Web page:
Scott:
Great question. I'm not entirely sure how to answer that except a lot more of it seems based around Winnanna and Yindyamarra. Like it seems like all words may have once stemmed from this connectedness, so that there is... It seems more natural to me in terms of, it is a nature's language, or it feels like a nature's language, whereas English seems to be more a consumer's language - we're speaking to get what we want. I was once a salesman in a much younger life and something that rang true in a profession where a lot of things didn't ring true - one comment: "You've got two of these [ears] and one of these [mouth]. Use them in the ratio." And I find that a lot more with the Aboriginal languages where you have to ... maybe it's because I'm just learning at the moment, but you... it's more about listening than talking. It seems more succinct and less verbose... and look, I have been to a few Aboriginal events and they can talk. However, their speeches tent to e a lot shorter, a lot more to the point, and then the other side gets up, the civilized side, and ... here we go - and they do love to talk in front of a crowd. But like I said I'm just learning the language so that's what I've found so far, it seems more attuned to nature, rather than commercial.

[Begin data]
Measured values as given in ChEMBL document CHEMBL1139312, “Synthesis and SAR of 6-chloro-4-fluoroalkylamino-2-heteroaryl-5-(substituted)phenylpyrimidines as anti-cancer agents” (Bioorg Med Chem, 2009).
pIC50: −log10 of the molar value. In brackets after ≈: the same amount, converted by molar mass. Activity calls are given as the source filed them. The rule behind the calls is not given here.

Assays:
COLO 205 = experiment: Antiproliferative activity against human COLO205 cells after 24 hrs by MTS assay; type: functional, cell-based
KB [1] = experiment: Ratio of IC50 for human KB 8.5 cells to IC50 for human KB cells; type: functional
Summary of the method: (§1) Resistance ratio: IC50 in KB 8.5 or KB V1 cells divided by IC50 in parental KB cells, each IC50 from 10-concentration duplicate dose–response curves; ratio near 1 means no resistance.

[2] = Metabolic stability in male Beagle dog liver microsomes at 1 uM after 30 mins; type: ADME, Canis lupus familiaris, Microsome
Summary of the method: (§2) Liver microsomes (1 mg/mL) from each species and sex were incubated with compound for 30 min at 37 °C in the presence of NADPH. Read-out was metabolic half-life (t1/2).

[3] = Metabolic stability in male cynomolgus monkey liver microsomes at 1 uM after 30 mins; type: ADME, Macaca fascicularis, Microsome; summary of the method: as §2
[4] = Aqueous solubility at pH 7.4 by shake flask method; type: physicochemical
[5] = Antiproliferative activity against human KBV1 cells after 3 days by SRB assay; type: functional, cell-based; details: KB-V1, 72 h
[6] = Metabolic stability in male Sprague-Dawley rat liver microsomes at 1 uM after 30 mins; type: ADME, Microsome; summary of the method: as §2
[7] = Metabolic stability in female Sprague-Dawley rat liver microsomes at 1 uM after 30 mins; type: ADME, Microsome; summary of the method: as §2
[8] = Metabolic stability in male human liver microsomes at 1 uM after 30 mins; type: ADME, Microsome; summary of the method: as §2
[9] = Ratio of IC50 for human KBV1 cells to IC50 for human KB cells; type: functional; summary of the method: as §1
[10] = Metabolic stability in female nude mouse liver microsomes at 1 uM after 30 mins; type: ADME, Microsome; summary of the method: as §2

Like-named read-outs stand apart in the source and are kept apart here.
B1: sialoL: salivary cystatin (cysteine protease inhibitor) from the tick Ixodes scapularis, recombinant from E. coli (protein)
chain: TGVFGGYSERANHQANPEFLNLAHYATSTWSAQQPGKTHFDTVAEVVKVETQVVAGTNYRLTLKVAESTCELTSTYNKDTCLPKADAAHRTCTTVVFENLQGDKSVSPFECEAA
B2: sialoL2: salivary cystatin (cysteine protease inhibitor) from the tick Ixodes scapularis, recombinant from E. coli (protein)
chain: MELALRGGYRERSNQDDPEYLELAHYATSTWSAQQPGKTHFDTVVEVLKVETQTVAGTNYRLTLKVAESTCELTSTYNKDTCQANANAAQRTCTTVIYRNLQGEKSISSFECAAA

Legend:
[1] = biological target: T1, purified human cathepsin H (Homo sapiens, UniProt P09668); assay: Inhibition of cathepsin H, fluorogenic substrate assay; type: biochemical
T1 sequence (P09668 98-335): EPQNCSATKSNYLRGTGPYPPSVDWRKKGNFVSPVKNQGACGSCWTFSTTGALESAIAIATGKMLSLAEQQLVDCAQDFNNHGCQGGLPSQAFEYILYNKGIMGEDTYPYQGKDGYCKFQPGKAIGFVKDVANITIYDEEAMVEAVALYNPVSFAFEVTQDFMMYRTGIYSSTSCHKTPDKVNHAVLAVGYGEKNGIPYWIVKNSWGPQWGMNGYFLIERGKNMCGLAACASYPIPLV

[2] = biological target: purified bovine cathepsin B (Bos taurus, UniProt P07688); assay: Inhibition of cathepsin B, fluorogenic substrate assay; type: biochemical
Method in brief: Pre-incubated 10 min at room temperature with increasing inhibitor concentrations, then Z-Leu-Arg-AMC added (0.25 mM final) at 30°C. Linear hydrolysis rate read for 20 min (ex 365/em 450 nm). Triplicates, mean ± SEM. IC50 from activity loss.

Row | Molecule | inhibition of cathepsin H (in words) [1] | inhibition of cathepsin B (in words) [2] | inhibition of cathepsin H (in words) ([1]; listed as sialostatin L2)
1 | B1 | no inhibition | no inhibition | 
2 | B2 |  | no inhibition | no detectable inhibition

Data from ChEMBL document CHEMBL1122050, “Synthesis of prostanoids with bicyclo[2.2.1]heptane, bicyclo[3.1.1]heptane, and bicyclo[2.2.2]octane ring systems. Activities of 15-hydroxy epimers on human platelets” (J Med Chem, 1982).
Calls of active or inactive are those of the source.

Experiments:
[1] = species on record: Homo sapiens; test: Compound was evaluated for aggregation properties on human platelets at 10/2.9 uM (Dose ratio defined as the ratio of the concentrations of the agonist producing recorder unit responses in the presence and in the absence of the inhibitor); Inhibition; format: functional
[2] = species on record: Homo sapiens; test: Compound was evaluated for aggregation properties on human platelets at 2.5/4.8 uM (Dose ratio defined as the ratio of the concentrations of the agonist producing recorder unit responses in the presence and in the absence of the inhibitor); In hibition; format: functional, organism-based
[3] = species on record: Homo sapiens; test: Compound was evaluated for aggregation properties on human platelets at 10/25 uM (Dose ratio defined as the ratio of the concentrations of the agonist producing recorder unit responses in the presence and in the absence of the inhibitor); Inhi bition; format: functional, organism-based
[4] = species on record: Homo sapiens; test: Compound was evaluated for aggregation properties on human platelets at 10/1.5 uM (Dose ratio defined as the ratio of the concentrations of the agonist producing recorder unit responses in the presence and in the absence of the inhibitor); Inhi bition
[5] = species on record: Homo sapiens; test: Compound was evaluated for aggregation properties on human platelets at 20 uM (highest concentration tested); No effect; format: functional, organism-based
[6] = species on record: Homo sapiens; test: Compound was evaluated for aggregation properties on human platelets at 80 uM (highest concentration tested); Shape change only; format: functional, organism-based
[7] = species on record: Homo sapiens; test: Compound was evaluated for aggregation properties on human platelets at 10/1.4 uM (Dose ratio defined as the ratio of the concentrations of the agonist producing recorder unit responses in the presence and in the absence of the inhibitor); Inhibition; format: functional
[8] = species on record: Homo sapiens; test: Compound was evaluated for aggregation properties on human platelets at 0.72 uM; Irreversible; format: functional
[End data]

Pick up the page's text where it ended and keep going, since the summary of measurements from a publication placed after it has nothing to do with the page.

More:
Lisa:
When you say it's more attuned to nature, I'm wondering if it's similar to my experience of learning Bundjalung, and my experience of learning that is that I'm not just learning this word, like, this word means the same as that word in English - there's no equivalence, of just words. It's like we're learning the shape, and the feel and the sound and the touch, of some experience of interaction...

Scott:
And not just the language, but the country where the language is. I think that's one of the things. It's part of the country as much as the country is part of the language. Like you said, the touch and the feel, the sound.
Numbers are a good one - in Bunjalung I'm not sure if it's the same but - the way I had it described to me is that in Wiradjuri there's five numbers and then there's lots. And yes you can build numbers. But when I think about it, there's one kangaroo, there's two kangaroos, there's three kangaroos, there's four kangaroos, there's five, wow, there's lots of kangaroos. And that's all you really need, unless you're going to get commercial.

Lisa:
And calculating.

Scott:
And calculating, yes.

Lisa:
I think I'm going to stop it there. There's so much more we can talk about. And we will.

Scott:
Absolutely.